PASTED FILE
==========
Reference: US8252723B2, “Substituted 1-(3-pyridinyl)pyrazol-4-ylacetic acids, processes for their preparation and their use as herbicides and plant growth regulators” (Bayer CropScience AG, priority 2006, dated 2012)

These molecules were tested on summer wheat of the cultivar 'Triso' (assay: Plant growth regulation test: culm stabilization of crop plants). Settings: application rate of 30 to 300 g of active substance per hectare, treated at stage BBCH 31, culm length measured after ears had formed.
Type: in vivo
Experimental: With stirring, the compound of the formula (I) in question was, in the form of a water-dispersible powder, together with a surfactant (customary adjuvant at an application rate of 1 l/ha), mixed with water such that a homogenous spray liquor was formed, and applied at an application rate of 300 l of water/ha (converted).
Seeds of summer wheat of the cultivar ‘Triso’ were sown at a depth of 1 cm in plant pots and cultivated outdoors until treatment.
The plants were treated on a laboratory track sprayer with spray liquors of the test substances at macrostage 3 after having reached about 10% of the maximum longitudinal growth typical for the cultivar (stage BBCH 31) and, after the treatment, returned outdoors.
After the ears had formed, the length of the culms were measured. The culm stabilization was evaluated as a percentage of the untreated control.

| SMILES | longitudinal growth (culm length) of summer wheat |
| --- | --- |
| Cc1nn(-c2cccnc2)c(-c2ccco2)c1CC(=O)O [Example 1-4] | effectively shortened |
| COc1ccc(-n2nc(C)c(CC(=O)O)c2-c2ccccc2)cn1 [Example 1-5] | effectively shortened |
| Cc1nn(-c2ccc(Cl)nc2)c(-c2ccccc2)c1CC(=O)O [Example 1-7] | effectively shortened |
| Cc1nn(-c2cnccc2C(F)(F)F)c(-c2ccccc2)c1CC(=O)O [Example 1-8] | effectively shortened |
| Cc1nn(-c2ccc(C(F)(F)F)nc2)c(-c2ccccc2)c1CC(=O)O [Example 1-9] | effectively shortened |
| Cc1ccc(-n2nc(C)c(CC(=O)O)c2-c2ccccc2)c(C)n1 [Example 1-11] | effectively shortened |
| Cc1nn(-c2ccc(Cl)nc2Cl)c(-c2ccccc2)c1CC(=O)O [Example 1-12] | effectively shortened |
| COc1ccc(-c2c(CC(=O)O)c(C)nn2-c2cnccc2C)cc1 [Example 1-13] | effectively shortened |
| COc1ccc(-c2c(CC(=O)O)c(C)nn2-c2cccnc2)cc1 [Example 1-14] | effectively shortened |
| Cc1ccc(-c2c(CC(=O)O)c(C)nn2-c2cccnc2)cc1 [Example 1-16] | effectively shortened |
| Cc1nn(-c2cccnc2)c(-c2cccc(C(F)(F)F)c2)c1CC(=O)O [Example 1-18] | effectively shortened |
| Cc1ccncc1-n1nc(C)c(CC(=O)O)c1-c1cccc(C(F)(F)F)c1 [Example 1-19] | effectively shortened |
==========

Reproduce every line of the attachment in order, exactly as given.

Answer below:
Reference: US8252723B2, “Substituted 1-(3-pyridinyl)pyrazol-4-ylacetic acids, processes for their preparation and their use as herbicides and plant growth regulators” (Bayer CropScience AG, priority 2006, dated 2012)

These molecules were tested on summer wheat of the cultivar 'Triso' (assay: Plant growth regulation test: culm stabilization of crop plants). Settings: application rate of 30 to 300 g of active substance per hectare, treated at stage BBCH 31, culm length measured after ears had formed.
Type: in vivo
Experimental: With stirring, the compound of the formula (I) in question was, in the form of a water-dispersible powder, together with a surfactant (customary adjuvant at an application rate of 1 l/ha), mixed with water such that a homogenous spray liquor was formed, and applied at an application rate of 300 l of water/ha (converted).
Seeds of summer wheat of the cultivar ‘Triso’ were sown at a depth of 1 cm in plant pots and cultivated outdoors until treatment.
The plants were treated on a laboratory track sprayer with spray liquors of the test substances at macrostage 3 after having reached about 10% of the maximum longitudinal growth typical for the cultivar (stage BBCH 31) and, after the treatment, returned outdoors.
After the ears had formed, the length of the culms were measured. The culm stabilization was evaluated as a percentage of the untreated control.

| SMILES | longitudinal growth (culm length) of summer wheat |
| --- | --- |
| Cc1nn(-c2cccnc2)c(-c2ccco2)c1CC(=O)O [Example 1-4] | effectively shortened |
| COc1ccc(-n2nc(C)c(CC(=O)O)c2-c2ccccc2)cn1 [Example 1-5] | effectively shortened |
| Cc1nn(-c2ccc(Cl)nc2)c(-c2ccccc2)c1CC(=O)O [Example 1-7] | effectively shortened |
| Cc1nn(-c2cnccc2C(F)(F)F)c(-c2ccccc2)c1CC(=O)O [Example 1-8] | effectively shortened |
| Cc1nn(-c2ccc(C(F)(F)F)nc2)c(-c2ccccc2)c1CC(=O)O [Example 1-9] | effectively shortened |
| Cc1ccc(-n2nc(C)c(CC(=O)O)c2-c2ccccc2)c(C)n1 [Example 1-11] | effectively shortened |
| Cc1nn(-c2ccc(Cl)nc2Cl)c(-c2ccccc2)c1CC(=O)O [Example 1-12] | effectively shortened |
| COc1ccc(-c2c(CC(=O)O)c(C)nn2-c2cnccc2C)cc1 [Example 1-13] | effectively shortened |
| COc1ccc(-c2c(CC(=O)O)c(C)nn2-c2cccnc2)cc1 [Example 1-14] | effectively shortened |
| Cc1ccc(-c2c(CC(=O)O)c(C)nn2-c2cccnc2)cc1 [Example 1-16] | effectively shortened |
| Cc1nn(-c2cccnc2)c(-c2cccc(C(F)(F)F)c2)c1CC(=O)O [Example 1-18] | effectively shortened |
| Cc1ccncc1-n1nc(C)c(CC(=O)O)c1-c1cccc(C(F)(F)F)c1 [Example 1-19] | effectively shortened |